Of course, there are no genuine enemies of any importance for the United States. Its gigantic, resource-consuming military and security service complex serves mainly to manage and expand imperial control and get rid of any nuisance, such as a government which thinks for itself. It just finished waves of that in the Middle East, leaving death and destruction behind.

    It’s a really ugly set of behaviors to bring to a world suffering from the fragilities both of disease and economics.

    I recognize the situation the author speaks of because Canada too has been acting in foreign affairs in a way entirely different than its historical role, say, under the father of the current Prime Minister, Pierre Trudeau, a fiercely independent mind who opposed America’s holocaust in Vietnam, threw open the doors to young Americans avoiding the war, and established a strong relationship with Cuba despite America’s resentment.

    His son, Justin, has supported virtually every aspect of America’s vicious new foreign policy – towards Venezuela, towards Iran, towards China, towards others, and he sells armored cars to the bloody tyrant running Saudi Arabia, without losing a night’s sleep.

    A very distressing situation for anyone who admired the world view of Canada under Pierre Trudeau, Lester Pearson, and Paul Martin. Then, Canada enjoyed a strong reputation in the world, a reputation for principles like the rule of law, supporting international organizations, and just doing many things right.

    Canada perhaps has had less room to maneuver than Australia since it has long been an economic dependent of the US. Whereas, the author says, China has been Australia’s economic partner.

    Hard to see where all this is going, but it is dangerous and threatening, and it is all about America, serving no one else’s real interests. America’s interests defined in the narrowest and most selfish terms.

    The American establishment’s activities do bring to light how little it and its servants – the State Department, the military, the security services – care about anyone else, including its own people. It’s “me first” for “the one percent,” the people whom the empire serves.

    In the long term, these activities cannot possibly make America a better place, and they certainly cannot make the world one. They only bring us all a period of darkness and uncertainty, as though a new kind of iron curtain had fallen, an American one.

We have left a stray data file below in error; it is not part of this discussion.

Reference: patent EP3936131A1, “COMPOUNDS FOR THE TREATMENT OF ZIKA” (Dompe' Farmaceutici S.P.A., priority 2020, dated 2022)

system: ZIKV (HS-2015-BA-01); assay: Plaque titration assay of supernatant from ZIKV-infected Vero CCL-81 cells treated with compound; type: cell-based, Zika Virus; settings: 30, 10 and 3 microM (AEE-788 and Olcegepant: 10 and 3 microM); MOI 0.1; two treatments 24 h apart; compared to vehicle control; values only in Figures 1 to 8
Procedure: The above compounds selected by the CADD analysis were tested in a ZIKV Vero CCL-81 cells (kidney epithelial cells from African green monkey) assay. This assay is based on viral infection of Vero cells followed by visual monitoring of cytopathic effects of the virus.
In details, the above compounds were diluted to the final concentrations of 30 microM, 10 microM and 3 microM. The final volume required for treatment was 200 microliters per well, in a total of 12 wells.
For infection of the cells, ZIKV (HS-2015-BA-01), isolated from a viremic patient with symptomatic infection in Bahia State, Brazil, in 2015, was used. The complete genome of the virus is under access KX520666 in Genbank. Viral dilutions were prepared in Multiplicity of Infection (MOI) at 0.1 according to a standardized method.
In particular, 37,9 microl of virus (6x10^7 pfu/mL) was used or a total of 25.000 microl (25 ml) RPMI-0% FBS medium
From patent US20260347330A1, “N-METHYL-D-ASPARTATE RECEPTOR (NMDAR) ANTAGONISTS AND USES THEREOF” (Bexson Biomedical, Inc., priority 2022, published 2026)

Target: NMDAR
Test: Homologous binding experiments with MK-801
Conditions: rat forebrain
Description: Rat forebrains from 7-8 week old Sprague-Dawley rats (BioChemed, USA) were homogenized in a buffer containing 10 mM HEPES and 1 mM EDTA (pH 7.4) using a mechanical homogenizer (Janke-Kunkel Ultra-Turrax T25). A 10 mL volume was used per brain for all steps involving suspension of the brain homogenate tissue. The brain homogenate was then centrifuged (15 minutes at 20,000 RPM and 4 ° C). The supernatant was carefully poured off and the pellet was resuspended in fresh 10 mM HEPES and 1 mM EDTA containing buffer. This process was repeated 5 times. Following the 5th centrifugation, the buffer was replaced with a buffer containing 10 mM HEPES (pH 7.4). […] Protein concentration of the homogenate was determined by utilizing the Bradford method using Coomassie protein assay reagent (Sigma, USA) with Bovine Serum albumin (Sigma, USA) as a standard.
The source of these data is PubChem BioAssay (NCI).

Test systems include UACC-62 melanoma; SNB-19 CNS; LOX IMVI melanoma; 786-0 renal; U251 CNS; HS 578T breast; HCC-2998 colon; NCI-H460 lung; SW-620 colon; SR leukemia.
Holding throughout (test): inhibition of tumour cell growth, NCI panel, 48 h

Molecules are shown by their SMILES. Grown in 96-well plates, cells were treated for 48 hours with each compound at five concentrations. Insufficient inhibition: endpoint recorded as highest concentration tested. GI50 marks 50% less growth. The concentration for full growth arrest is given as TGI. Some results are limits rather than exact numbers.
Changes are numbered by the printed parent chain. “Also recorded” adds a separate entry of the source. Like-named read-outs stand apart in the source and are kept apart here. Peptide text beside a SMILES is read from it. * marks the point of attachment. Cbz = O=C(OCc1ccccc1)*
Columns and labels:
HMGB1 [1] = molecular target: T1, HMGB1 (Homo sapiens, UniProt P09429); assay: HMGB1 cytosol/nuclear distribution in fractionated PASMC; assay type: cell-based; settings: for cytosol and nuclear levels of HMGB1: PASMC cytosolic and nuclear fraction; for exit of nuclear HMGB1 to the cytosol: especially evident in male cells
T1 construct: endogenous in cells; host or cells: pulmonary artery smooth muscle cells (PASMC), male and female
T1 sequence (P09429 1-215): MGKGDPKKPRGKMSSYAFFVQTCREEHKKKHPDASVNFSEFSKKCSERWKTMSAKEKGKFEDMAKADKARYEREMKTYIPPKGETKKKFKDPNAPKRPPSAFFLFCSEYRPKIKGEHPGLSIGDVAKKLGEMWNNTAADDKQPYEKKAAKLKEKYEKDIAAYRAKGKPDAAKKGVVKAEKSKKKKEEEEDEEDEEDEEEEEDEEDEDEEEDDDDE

• Michael Thomson
      May 28, 2020 at 21:39

      Well put

    • Tony Kevin
      May 29, 2020 at 00:39

      What a great letter from Canada! We are in almost the same boat except for our geographies . Thank you, Tony Kevin

    • Allan Millard
      May 29, 2020 at 01:39

      As a Canadian diplomat from the time of Pierre Trudeau I can say that Chuckman is absolutely right about the elder PM Trudeau and his son, the current PM. Canadian foreign policy (if there is still such a thing) has evolved in distressing ways under Justin Trudeau and yet he seems to think that the world needs Canada as a non-permanent member of the UN Security Council. No, the world does not need another voice promoting regime change in Venezuela, another arms supplier to the KSA in its war on Yemen, and another Cold War warrior.

    • Tom Welsh
      May 29, 2020 at 04:17

      “Of course, there are no genuine enemies of any importance for the United States”.

      I know that; you know that; and I should think all readers of ConsortiumNews know that.

      But Nature abhors a vaccum, and in the absence of any real enemies the Washington creatures have declared any country that competes with the USA, that doesn’t yield up its resources to the USA, or that resists Washington’s orders, as an enemy.

  23. Francis Lee
    May 28, 2020 at 06:42

    Yes, it’s the same story in Europe. America’s allies are treated with what amounts to little more than open contempt. Strange to say it treats its vassal states and their Petainist/Quisling rulers more harshly then its chosen adversaries, viz., China and Russia. How long this will last is an open question. The business elites want trade with Russia and China but the political-media-security elites want confrontation. This is causing some strains in the relationship. In one sense it has been manifest by the whole issue of Russian gas for Germany, Nordstream-2. It is pretty much a done deal that the project will go through. This could be the first breakthrough, the first chink in the armour in American relations with Europe since 1945. All the vassal states appear to be working against their own interest until the Germans said Nein! The reason for this is that the know that all the BS about a ‘Russian invasion’ is complete BS. But they have to pretend that the Russian hordes are massed to roll forward from the Polish border to occupy Europe. We shall wait and we shall see.

    • Bob Van Noy
      May 28, 2020 at 12:07

      Francis Lee, your point about Russiagate is well taken and if you are right, then we may well be seeing a return to the kind of diplomacy that Tony Kevin has represented in the past.

      The addition of Tony Kevin to this forum has been invaluable because he is part of an era that made significant progress toward broad international understanding plus knowledge of Russian History. Thanks to all…

Comments are closed.